Difference between revisions of "Blind XPath Injection"

From OWASP
Jump to: navigation, search
(Blind XPath Injection)
(26 intermediate revisions by 4 users not shown)
Line 1: Line 1:
 
{{Template:Attack}}
 
{{Template:Attack}}
 +
<br>
 +
[[Category:OWASP ASDR Project]]
  
{{Template:Stub}}
+
 
 +
Last revision (mm/dd/yy): '''{{REVISIONMONTH}}/{{REVISIONDAY}}/{{REVISIONYEAR}}'''
  
 
==Description==
 
==Description==
  
===About XPath===
+
XPath is a type of query language that describes how to locate specific elements (including attributes, processing instructions,
XPath is a sort of query language that describes how to locate specific elements (including attributes, processing instructions, etc.) in an XML document. Since it is a query language, XPath is somewhat similar to Structured Query Language (SQL). However, XPath can be used to reference almost any part of any XML document without access control restrictions, whereas with SQL, a "user" (which is a term undefined in the XPath/XML context) may be restricted to certain tables, columns or queries. [http://www.w3.org/TR/xpath]
+
etc.) in an XML document. Since it is a query language, XPath is somewhat similar to Structured Query Language (SQL). However, XPath
 +
can be used to reference almost any part of any XML document without access control restrictions, whereas with SQL, a "user" (which is a term undefined in the XPath/XML context) may be restricted to certain tables, columns or queries.
 +
 
 +
More information may be found in the article dedicated to [[XPATH Injection]]. Using an XPATH Injection attack the attacker is able to log in to the system without entering valid login and password. If he wants to know information about other users he must take one step further. When conducting a Blind XPath Injection attack, the attacker has no knowledge about the structure of the XML document. However his situation is better compared to [[Blind SQL Injection]], because there are functions which allow for performing tests (XML Crawling) and in the end getting to know the document structure.
 +
 
 +
==Risk Factors==
 +
 
 +
TBD
 +
 
 +
 
 +
==Examples==
 +
The attacker may be successful using two methods: Boolenization and XML Crawling. By adding to the XPath syntax, the attacker uses additional expressions (replacing what the attacker entered in the place of login to the specially crafted expression).
 +
 
 +
===Boolenization===
 +
Using the "Boolenization" method the attacker may find out if the given XPath expression is True or False. Let's assume that the aim of the attacker is to log in to the account. Successfull log in would equal "True" and failed log in attempt would equal "False". Only a smart portion of the information is analyzed "character" or the number. When the attacker focuses on the string he may reveal it in its entirety by checking every single character within the class/range of characters this string belongs to.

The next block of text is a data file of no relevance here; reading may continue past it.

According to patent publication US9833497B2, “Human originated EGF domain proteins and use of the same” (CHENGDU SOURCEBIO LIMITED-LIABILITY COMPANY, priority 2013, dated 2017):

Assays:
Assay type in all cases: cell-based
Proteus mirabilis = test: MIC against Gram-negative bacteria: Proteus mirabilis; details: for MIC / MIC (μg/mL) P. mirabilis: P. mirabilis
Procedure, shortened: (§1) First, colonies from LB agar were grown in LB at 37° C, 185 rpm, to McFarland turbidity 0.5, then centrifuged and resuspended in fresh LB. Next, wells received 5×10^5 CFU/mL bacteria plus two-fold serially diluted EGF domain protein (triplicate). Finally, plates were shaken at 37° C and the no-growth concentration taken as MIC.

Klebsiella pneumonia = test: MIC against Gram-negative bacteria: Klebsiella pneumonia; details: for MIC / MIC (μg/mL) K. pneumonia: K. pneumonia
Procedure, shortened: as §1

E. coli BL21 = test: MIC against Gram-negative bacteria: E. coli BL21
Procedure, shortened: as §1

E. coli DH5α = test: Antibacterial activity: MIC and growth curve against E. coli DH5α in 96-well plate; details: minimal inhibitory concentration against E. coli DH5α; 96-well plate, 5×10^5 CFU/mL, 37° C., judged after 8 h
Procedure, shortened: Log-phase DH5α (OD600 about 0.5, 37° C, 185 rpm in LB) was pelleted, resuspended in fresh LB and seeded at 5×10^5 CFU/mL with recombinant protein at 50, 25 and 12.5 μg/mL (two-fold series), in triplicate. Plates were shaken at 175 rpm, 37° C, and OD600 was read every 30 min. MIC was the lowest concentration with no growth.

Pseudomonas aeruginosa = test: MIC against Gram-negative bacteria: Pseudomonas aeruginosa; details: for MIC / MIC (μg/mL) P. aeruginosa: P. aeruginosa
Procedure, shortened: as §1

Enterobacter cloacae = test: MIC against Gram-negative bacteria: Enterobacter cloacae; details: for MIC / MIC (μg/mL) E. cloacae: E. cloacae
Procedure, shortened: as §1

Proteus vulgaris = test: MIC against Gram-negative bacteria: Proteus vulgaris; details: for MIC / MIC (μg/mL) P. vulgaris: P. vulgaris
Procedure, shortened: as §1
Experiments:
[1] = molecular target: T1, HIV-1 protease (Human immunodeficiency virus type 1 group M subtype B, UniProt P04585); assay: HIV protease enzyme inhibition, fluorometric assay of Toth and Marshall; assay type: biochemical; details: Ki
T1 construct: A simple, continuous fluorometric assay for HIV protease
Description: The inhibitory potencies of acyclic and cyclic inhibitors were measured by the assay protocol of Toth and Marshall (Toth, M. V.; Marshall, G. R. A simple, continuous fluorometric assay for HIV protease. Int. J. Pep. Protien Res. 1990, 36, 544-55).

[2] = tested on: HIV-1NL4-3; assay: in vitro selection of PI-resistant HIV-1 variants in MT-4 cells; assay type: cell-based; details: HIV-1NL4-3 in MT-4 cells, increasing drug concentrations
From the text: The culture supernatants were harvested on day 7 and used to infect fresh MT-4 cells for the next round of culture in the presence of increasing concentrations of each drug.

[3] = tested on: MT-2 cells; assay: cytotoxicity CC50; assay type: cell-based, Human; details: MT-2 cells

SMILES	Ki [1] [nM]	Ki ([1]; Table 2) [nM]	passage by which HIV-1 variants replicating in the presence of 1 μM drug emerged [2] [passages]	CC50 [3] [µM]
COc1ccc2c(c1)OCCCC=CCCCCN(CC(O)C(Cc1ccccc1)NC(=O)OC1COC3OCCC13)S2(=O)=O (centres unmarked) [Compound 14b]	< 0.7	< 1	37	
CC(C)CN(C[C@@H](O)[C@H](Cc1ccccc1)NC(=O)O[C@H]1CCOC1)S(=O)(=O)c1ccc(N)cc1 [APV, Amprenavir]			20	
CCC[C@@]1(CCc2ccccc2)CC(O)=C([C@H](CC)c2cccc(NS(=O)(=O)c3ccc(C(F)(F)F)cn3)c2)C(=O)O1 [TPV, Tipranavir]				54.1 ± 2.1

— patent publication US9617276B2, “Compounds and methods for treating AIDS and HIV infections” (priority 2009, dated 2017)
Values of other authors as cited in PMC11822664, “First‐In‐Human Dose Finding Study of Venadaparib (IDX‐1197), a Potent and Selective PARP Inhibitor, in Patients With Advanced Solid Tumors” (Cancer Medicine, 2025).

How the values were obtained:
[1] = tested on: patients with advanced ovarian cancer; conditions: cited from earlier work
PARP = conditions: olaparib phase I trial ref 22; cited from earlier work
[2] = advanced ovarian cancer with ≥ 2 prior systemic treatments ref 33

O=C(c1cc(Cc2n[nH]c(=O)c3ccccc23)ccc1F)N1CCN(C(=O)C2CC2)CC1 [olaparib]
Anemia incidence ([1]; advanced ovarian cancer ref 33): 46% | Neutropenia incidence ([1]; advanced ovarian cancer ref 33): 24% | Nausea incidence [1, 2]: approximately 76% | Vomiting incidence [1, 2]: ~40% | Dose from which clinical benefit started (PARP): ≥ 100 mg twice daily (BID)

+
 
 +
 
 +
 
 +
Using a ''string-length(S)'' function, where S is a string, the attacker may find out the length of this string. With the appropriate number of ''substring(S,N,1)'' function iterations, where S is a previously mentioned string, N is a start character, and "1" is a next character counting from N character, the attacker is able to find out the whole string.
 +
 
 +
 
 +
Code:
 +
<pre>
 +
<?xml version="1.0" encoding="UTF-8"?>
 +
<data>
 +
  <user>
 +
  <login>admin</login>
 +
  <password>test</password>
 +
  <realname>SuperUser</realname>
 +
  </user>
 +
  <user>
 +
  <login>rezos</login>
 +
  <password>rezos123</password>
 +
  <realname>Simple User</realname>
 +
  </user>
 +
</data>
 +
</pre>
 +
Function:
 +
 
 +
* ''string.stringlength(//user[position()=1]/child::node()[position()=2])'' returns the length of the second string of the first user (8),
 +
* ''substring((//user[position()=1]/child::node()[position()=2),1,1)'' returns the first character of this user ('r').
 +
 
 +
===XML Crawling===
 +
 
 +
To get to know the XML document structure the attacker may use:
 +
 
 +
* count(expression)
 +
<pre>
 +
count(//user/child::node()
 +
</pre>
 +
This will return the number of nodes (in this case 2).